Nature with Nik Mitchell: Is there a queen in your loft?

Queen wasp Photo Nik Mitchell

If you’ve been up in the loft this winter (maybe putting the Christmas decorations away) you may be lucky enough to find a queen wasp that’s hiding out.

Although wasps generally have a bad reputation, these insects are actually very beneficial to us humans. They provide us with pollination services and help control pest populations. They prey on a variety of pest species, such as greenfly, other flies, beetles and caterpillars.

In the winter there is often only one survivor of a wasp colony and that is the queen. Most colonies die out in the winter due to lack of food. Surviving queens like to find somewhere dry and warm to spend the winter in a state of dormancy called diapause where they stop feeding and remain inactive until the spring arrives.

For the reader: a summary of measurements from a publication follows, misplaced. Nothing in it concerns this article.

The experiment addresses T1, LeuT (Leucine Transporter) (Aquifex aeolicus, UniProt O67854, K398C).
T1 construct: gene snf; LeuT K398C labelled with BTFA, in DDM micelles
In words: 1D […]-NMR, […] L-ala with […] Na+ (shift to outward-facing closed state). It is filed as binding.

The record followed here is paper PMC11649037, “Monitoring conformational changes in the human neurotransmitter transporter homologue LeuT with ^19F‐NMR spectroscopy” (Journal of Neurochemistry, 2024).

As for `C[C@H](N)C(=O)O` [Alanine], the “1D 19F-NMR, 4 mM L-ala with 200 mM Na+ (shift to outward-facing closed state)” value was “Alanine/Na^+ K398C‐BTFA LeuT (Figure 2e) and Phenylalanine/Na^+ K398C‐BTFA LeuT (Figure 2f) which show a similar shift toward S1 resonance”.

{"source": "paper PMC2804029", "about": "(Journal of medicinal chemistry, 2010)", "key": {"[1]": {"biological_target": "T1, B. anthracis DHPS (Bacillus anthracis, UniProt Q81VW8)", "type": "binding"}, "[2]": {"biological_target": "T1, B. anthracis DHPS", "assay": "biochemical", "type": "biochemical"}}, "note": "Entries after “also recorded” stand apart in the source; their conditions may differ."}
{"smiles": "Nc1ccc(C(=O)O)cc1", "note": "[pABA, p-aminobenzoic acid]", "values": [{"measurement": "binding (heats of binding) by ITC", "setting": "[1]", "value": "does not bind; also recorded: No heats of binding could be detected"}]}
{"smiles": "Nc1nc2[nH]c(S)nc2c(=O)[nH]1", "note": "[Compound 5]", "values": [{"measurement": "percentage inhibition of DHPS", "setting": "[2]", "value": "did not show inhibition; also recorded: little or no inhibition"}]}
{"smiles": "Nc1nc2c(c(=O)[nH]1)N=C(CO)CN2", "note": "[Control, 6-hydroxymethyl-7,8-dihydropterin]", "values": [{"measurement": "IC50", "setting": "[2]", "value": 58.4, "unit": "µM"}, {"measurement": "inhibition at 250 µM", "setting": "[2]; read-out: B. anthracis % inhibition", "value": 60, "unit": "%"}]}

It’s actually quite common to find them in lofts and sheds. This is also a great opportunity to take a closer look and show youngsters a wasp up close.

Many queens don’t survive so if you’re lucky enough to find one hibernating, leave her alone, enjoy a close look and come spring she’ll emerge, head out and find somewhere to build her house and start her family.


Thanet nature expert Nik Mitchell runs the Get Wild page on facebook